question

jordaanp avatar image

Maximun current and MPPT controler

Good day all,

Apologies if this has been asked and answered already. I have been searching for a couple of days now and not been able to find the answer yet.

I am in the process of upgrading and installing new batteries as well as a larger solar array on my boat.

I have bought 3* 220ah Victron deep cycle gel batteries.

My solar so far consists of two 365W panels with a Voc of 41.13V and Vmp of 33.96. the current ratings are 11.30 lsc to 10.75lmp per panel.

My plan is to connect these in series. I will be adding some more solar to these, probably 2 150W panels at a later stage.

According to the information I have been given and my calculations, the max carging current for the batteries will be 44A.

My question is this:

I have been advised to get the 150/85 MPPT controler for this as it can take up to 1200W for a 12V system. Is this really needed if I need to limit the charging current to 44A. Will a smaller MPPT better/worse for the charging of the batterie bank? or will it make no difference?


Kind thank you in advance.


Pieter Jordaan



mppt smart solarsolarmppt charging
2 |3000 characters needed characters left characters exceeded

Up to 8 attachments (including images) can be used with a maximum of 190.8 MiB each and 286.6 MiB total.

3 Answers
jordaanp avatar image
jordaanp answered ·

Thank you all so far for the advice. I really appreciate it. Space is a bit of a problem on the boat with inverters, mains battery charges and various other pieces of equipment to install as well.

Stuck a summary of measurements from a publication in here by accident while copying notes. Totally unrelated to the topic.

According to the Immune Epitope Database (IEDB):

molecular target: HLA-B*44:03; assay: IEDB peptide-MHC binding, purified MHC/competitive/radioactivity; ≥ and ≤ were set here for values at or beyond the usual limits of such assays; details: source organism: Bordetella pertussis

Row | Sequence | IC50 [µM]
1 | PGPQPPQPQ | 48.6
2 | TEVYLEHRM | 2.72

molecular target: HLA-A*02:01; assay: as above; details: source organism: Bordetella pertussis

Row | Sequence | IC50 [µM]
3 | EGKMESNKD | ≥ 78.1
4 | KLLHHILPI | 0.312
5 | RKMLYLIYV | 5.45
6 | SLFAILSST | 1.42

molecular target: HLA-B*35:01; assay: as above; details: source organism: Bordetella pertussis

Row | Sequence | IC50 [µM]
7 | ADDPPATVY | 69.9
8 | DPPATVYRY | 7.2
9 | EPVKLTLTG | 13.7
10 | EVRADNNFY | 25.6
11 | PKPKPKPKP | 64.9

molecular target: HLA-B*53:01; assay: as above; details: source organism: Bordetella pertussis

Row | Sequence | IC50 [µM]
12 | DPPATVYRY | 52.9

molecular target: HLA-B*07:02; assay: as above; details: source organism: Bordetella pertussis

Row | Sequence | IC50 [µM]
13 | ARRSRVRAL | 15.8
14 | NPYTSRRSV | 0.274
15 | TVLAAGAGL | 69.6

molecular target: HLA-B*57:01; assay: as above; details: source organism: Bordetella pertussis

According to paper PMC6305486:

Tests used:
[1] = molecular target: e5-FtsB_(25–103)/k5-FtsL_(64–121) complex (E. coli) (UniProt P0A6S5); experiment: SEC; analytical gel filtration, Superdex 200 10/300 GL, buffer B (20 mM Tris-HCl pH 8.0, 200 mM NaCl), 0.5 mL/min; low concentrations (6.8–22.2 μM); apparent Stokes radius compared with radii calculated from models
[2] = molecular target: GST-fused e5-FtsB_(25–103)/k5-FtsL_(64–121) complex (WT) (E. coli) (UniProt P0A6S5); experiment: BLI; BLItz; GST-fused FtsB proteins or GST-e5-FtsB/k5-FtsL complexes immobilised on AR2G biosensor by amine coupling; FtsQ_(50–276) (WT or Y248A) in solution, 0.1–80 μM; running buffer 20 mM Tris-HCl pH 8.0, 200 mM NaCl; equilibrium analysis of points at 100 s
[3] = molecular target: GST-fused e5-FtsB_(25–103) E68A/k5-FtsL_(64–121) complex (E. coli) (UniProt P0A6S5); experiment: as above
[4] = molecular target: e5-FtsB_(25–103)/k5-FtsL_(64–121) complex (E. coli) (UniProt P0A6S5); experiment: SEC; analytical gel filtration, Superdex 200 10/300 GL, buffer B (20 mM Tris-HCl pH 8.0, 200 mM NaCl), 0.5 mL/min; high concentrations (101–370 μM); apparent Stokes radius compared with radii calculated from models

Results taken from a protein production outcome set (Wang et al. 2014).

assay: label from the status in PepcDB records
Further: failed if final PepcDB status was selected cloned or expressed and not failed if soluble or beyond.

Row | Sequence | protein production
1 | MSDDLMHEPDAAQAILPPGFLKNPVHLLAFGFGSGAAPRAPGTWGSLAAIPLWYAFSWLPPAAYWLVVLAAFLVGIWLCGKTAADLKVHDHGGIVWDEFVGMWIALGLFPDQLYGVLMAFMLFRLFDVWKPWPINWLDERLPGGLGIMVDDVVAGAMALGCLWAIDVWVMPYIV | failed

If you mix two sets of solar panels and not use two different MPPT's to charge the batteries, does this mean I am going to lose a lot of power from the larger array?


Best

Pieter

1 comment
2 |3000 characters needed characters left characters exceeded

Up to 8 attachments (including images) can be used with a maximum of 190.8 MiB each and 286.6 MiB total.

If you mix two sets of solar panels and not use two different MPPT's to charge the batteries

Don't do that. If you must use a single solar charger, then get identical PV panels. And make sure they are all installed in the same plane (same orientation and same angle).

marc-de-montreal avatar image
marc-de-montreal answered ·

hi, if all panels are around 40voc, they can all be in parallel on one mppt with the max power available if some shadow happen.. (2 x 365w) + (2 x 150w) = 1030w total and divided by 12vbatt = 86amp.. so 100amp mppt is good with no much stress.. but yes, you can split your system as you want (to have 2 mppt give a chance to have some power if one of them fail one day in a journey).. it’s a nice problem to think about!! ..Marc

2 |3000 characters needed characters left characters exceeded

Up to 8 attachments (including images) can be used with a maximum of 190.8 MiB each and 286.6 MiB total.

Matthias Lange - DE avatar image
Matthias Lange - DE answered ·

1. You should not mix different panels at one MPPT, so you will need a second one for the 150W panels.

2. The two 365W panels will give you 50-60A of charging current. 730W / 12V = 60A

So I would suggest you a 150/60 for the two 365W and a 100/20 or 100/30 for the two 150W.

1 comment
2 |3000 characters needed characters left characters exceeded

Up to 8 attachments (including images) can be used with a maximum of 190.8 MiB each and 286.6 MiB total.

For a boat, maybe even using one small MPPT per each PV panel.

If only one panel is shaded (by some structure on the boat), it won't drag down the energy production of the other panels (as it happens with series panels).

Also, each panel can have a different orientation in this case.

And greater redundancy.

Just make sure that the voltage of the panel is big enough to be used alone.